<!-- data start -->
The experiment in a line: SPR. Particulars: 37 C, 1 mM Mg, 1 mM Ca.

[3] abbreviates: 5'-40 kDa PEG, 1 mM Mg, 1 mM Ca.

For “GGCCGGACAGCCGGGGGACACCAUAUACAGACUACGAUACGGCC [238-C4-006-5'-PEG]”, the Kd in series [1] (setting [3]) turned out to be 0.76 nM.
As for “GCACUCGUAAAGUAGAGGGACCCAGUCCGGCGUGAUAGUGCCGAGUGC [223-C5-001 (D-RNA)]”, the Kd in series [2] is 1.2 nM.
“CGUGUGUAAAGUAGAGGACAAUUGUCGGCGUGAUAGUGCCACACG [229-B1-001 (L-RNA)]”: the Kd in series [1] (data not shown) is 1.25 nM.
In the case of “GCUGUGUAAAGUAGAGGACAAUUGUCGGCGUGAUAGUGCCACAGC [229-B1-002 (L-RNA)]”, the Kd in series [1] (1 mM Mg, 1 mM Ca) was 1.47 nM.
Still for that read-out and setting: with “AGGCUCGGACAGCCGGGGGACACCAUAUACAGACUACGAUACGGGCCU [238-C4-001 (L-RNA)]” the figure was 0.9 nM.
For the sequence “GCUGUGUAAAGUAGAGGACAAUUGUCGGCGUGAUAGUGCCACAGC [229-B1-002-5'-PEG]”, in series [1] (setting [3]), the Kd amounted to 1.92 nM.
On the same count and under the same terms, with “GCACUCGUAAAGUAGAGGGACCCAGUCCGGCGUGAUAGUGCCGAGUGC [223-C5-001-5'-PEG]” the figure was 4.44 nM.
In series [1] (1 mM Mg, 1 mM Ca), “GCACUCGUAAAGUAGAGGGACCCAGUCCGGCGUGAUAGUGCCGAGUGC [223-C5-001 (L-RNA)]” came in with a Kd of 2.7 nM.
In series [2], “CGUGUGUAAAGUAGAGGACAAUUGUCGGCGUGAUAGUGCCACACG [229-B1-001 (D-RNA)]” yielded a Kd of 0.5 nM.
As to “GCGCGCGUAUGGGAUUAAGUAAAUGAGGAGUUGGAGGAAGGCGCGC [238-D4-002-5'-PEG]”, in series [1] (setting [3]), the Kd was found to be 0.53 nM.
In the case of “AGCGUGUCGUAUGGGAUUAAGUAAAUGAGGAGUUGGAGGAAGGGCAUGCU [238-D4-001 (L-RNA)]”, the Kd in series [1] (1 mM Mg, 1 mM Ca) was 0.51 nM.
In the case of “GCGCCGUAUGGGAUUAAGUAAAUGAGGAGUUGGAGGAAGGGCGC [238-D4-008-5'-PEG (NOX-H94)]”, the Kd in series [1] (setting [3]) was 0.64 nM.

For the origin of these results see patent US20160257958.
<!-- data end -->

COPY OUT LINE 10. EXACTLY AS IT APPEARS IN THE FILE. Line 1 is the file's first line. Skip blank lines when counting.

In series [1] (1 mM Mg, 1 mM Ca), “GCACUCGUAAAGUAGAGGGACCCAGUCCGGCGUGAUAGUGCCGAGUGC [223-C5-001 (L-RNA)]” came in with a Kd of 2.7 nM.